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Assessment of Public Comment Amendment of Part 324 of 12 NYCRR
(Amendment of the Medical Treatment Guidelines)


The 45-day public comment period with respect to Proposed Rule I.D. No. WCB471200013 commenced on November 21, 2012, and expired on January 7, 2013. The Chair and the Workers' Compensation Board (Board) accepted formal written public comments on the proposed rule through January 10, 2013.

The Chair and Board received written comments from two groups: the Business Council of New York State (Business Council) and from the Joint Legislative Task Force of the New York State Chiropractic Association and the New York Chiropractic Council (Chiropractors' Task Force). These comments were reviewed and assessed.

The Business Council objects to the addition of ongoing maintenance care (OMC), including up to 10 chiropractic or physical therapy or occupational visits per year, to the MTG. The Business Council asserts that the regulations allow the "routine use" of maintenance care visits without "appropriate and compelling evidence of such a treatment's efficacy." The Board respectfully disagrees. The ongoing maintenance care section acknowledges that "the current body of scientific evidence does not support the routine use of this intervention." However, the Chair's Medical Advisory Committee, which includes three doctors appointed by the Business Council, determined that maintenance care "may be indicated in certain situations." The maintenance care recommendations provide criteria to identify the patient population that may benefit. OMC is permitted to maintain a patient's functional status if there has been a previously observed and documented (in the medical record) objective deterioration in functional status without the identified treatment. In order to qualify for ongoing maintenance care, the claimant must have chronic pain, reached maximum medical improvement (MMI), have a permanent disability and a decline in functional status without the identified treatment. Furthermore, specific, objective functional goals must be identified, measured and met in order to support the need for ongoing maintenance care. Therefore, OMC is not provided in a routine manner, but rather with requirements that must be met in order to qualify for such care.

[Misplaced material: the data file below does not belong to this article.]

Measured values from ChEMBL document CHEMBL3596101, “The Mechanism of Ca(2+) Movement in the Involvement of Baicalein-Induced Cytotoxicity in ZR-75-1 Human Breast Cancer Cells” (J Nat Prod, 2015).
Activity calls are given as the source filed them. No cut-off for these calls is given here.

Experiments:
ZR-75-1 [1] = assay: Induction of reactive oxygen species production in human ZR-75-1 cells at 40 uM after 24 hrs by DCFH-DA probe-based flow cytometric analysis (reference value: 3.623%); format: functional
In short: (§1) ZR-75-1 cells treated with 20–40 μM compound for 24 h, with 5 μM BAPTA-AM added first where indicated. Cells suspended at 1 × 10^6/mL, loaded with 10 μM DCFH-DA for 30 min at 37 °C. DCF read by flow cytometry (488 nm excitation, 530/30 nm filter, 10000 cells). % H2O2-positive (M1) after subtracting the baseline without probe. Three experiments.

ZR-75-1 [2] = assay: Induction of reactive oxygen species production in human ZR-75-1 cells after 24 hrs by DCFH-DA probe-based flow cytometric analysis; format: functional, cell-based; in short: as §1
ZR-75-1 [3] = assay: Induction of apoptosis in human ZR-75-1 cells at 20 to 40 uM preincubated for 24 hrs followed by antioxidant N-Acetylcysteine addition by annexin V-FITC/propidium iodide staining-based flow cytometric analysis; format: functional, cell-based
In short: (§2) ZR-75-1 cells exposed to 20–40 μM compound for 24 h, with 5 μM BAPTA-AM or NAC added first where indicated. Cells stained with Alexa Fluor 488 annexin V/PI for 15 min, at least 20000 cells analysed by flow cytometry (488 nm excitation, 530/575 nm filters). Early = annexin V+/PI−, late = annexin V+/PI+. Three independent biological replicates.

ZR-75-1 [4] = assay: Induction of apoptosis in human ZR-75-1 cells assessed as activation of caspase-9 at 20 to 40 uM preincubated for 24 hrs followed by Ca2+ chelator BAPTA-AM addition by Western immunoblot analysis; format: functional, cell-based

The Chiropractors' Task Force requests a revision in the definition of "Insurance carrier or Special Fund's medical professionals" who are permitted to review variance requests to include chiropractors. The medical professional may be required to review variance requests involving any of the medical treatment guidelines. Since chiropractors' scope of practice is limited to the neck and back, they do not have the breadth of medical practice necessary to act as a medical professional for review of all variance requests. Accordingly, the Board will continue to require that a carrier or Special Fund use a physician, physician's assistant, registered professional nurse or nurse practitioner as its medical professional.

The Chiropractors' Task Force suggests that requiring that a variance request be granted by the carrier or Special Fund prior to permitting the requested treatment prolongs disability, pain and suffering. The Board notes that this requirement is not a change from the variance process. The added language is simply a clarification. Variances are used to seek approval for treatment that is outside of or in excess of the MTGs recommendations. Accordingly no treatment outside of or in excess of the MTG may occur until and unless it is approved by the carrier, Special Fund or Board decision. The Board notes that there are time constraints for all parties to assure that variance requests are handled in an expeditious manner.

The Chiropractors' Task Force suggests that medical providers be able to request a variance following completion of ongoing maintenance care treatment. The Chair, in connection with the Medical Advisory Committee, determined that when a claimant has reached maximum medical improvement, an ongoing maintenance program that includes periodic therapy,patient self-management, periodic therapeutic withdrawal, and a self-directed pain management program is appropriate. Variance requests to allow additional passive therapy are not consistent with this recommendation.

The Chiropractors' Task Force submitted several comments concerning what constitutes a substantially similar variance request. The Chiropractic Task Force presents some scenarios and seeks further explanation as to what may constitutes a substantially similar request. After review of these comments, the Board maintains that the plain meaning of "substantially similar" provides a sufficient basis for evaluation and comparison of two or more variance requests. In addition, the regulations provide the additional safeguard of administrative review in the event that it appears that there is not a sufficient basis for the finding that the variance request was substantially similar.